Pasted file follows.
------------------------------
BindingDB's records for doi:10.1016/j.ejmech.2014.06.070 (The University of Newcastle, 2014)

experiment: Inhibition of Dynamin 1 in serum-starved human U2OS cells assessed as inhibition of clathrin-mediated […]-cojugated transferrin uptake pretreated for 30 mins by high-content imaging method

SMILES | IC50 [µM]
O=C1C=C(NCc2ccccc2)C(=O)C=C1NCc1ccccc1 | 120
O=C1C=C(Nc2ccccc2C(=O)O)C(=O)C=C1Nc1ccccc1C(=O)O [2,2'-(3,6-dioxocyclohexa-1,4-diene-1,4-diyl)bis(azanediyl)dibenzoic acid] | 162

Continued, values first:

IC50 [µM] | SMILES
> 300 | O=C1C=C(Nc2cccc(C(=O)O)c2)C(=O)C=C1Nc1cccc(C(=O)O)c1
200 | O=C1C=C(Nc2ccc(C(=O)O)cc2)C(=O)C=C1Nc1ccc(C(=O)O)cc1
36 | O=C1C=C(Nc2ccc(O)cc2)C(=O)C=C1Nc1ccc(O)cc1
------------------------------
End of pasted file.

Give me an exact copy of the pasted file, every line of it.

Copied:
BindingDB's records for doi:10.1016/j.ejmech.2014.06.070 (The University of Newcastle, 2014)

experiment: Inhibition of Dynamin 1 in serum-starved human U2OS cells assessed as inhibition of clathrin-mediated […]-cojugated transferrin uptake pretreated for 30 mins by high-content imaging method

SMILES | IC50 [µM]
O=C1C=C(NCc2ccccc2)C(=O)C=C1NCc1ccccc1 | 120
O=C1C=C(Nc2ccccc2C(=O)O)C(=O)C=C1Nc1ccccc1C(=O)O [2,2'-(3,6-dioxocyclohexa-1,4-diene-1,4-diyl)bis(azanediyl)dibenzoic acid] | 162

Continued, values first:

IC50 [µM] | SMILES
> 300 | O=C1C=C(Nc2cccc(C(=O)O)c2)C(=O)C=C1Nc1cccc(C(=O)O)c1
200 | O=C1C=C(Nc2ccc(C(=O)O)cc2)C(=O)C=C1Nc1ccc(C(=O)O)cc1
36 | O=C1C=C(Nc2ccc(O)cc2)C(=O)C=C1Nc1ccc(O)cc1